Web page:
data flow testing and debugging, where it is highly desirable to identify the particular array entries manipulated by the program [ll-171. It is precisely what the dynamic approach makes possible. In it, every array element is treated as a separate variable. For example, the following is the set of all variables in the program in Fig. 1, {n,

i, j, P, mm, a[l],



Let U( Xp) be the set of variables whose values are used in Xp and D( Xp) be the set of variables whose values are defined in Xp. It is essential to observe that, unlike their static counterparts, these sets are dynamic. Clearly, given two occurrences Xp and X4 of the same instruction X, these sets might be different in each case. If X handles an array, and every array element is treated as a separate variable, then at each execution of X different entries in the array might be used or defined. For example, during the first execution of instruction 5 of the program of Fig. 3 the following variables are used and defined: u(55)

= {i,

j, k, a[2]},


= {


However, during the second execution of the same instruction, we have u(5”) D(5’O)= 158

= {i,

j, k, a[4],




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The dynamic nature of the sets U and D is in contrast with their counterparts in static analysis. In the case of our simple language it is due to the dynamic treatment of arrays. For example, the static analysis of the program in Fig. 3 would render


Fig. 3. A sample program


j, j, k},

D(5) = {u}.

It is worth noting, however, that if nodes in the graph correspond to procedure calls or some single-entry single-exit compound statements rather than instructions, the dynamic parts of the sets U and D might also involve scalar variables. It is assumed that the sets U and D for each instruction in the trajectory can be identified through program instrumentation. 2.1. Definition. Given a trajectory T, an instruction Xp is the lust definition of variable u at execution position q in T iff u E D( XJ’) and, for all k, p
3. Dynamic slice Intuitively, a dynamic slice is an executable part of the program whose behavior is identical to that of the original program with respect to a subset of variables of interest and at execution position q. Such a ‘view of interest’ is captured by the following definition. 3.1. Definition. Let T be the trajectory of program P on input x. A slicing criterion of program P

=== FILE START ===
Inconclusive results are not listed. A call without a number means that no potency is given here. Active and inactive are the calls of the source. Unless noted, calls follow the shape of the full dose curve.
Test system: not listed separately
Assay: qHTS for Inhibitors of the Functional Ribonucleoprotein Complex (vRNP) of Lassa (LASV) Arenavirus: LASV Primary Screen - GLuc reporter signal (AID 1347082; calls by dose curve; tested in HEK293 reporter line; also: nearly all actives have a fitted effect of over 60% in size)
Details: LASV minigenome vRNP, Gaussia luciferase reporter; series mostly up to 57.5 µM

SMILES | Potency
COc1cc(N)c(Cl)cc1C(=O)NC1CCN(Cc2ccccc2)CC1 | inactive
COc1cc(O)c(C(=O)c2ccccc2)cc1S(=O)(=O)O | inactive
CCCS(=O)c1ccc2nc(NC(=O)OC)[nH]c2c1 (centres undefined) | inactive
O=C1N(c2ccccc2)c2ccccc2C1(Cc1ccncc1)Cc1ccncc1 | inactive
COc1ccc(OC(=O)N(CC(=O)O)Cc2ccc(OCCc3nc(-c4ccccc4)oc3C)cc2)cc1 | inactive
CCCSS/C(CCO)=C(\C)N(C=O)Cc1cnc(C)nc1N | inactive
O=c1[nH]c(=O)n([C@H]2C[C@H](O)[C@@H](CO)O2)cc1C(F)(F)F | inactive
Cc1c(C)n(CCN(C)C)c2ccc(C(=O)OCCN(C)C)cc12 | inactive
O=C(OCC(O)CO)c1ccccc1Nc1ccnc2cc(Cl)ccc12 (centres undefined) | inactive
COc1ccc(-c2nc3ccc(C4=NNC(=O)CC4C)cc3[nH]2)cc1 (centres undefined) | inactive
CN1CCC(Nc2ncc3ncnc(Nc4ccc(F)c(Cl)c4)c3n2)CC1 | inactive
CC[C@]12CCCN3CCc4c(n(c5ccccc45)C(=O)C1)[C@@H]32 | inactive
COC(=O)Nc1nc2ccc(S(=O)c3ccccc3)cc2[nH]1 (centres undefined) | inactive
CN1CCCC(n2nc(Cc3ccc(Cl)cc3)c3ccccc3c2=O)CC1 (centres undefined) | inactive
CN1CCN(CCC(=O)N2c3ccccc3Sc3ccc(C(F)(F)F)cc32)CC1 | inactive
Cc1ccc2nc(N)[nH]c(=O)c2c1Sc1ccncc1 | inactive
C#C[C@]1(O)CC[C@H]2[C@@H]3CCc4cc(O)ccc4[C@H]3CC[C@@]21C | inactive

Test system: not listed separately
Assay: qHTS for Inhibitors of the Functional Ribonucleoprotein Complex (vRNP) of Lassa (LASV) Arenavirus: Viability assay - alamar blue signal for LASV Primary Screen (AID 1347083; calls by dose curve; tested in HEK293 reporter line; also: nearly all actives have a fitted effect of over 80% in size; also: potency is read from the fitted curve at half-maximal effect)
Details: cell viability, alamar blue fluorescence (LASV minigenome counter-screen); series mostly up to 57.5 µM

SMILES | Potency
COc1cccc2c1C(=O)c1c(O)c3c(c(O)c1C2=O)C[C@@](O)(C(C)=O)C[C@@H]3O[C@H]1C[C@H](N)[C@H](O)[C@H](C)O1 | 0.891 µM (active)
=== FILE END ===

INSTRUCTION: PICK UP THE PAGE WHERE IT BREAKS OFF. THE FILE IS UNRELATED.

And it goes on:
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executed on input x is a triple C = (x, Zq, V), where Z is an instruction at position q on T and V is a subset of variables in P.

Observe that the corresponding static slicing criterion [24] is just a pair (I, V). Clearly, our slicing criterion is defined w.r.t. a given trajectory on a specific input x rather than w.r.t. the set of all possible paths in the flowgraph. Yet another difference is in the interpretation of the ‘position of interest’. In the static case, this is instruction I in P; in our case, this is instruction Z at execution position q in trajectory T. Typically, the set V contains those variables in the program that have been found incorrect at q. The slice is then used to locate the cause of the incorrectness. I/ might be, however, a set of variables that are correct at q, too; the slice might then be used for verification purposes. To formally define the dynamic slice we need some definitions of list operations. Let T= (X,, X,,..., X,) be a trajectory of length m and let q be a position in T, 1 6 q 6 m. By F(T, q) we denote the front of T w.r.t. q, i.e., a sublist (X,, X,,..., X4), containing the first q elements of T [9]. Correspondingly, B(T, q), the back of T w.r.t. q, is the sublist (X,+1,. . . , X,), containing elements that follow T(q). We have, of course, T = F(T, q) 11B(T, q), where 11stands for the concatenation of lists. By DEL(T, r), where r is a predicate on the set of instructions in T, we mean a subtrajectory obtained from T by deleting from it all elements T(i) that satisfy r. In other words, DEL(T, r) is the result of an exhaustive application of the delete operation to elements T(i) that satisfy r(T(i)). 3.2. Definition. Let C = (x, 14, V) be a slicing criterion of program P and T a trajectory of P on input x. A dynamic slice of P on C is any executable program P’ that is obtained from P by deleting zero or more statements from it and, when executed on input x, produces a trajectory T’ for which there exists an execution position q’ such that: (1) F(T’, q’) = DEL(F(T, q), T(i) 65 N’ and 1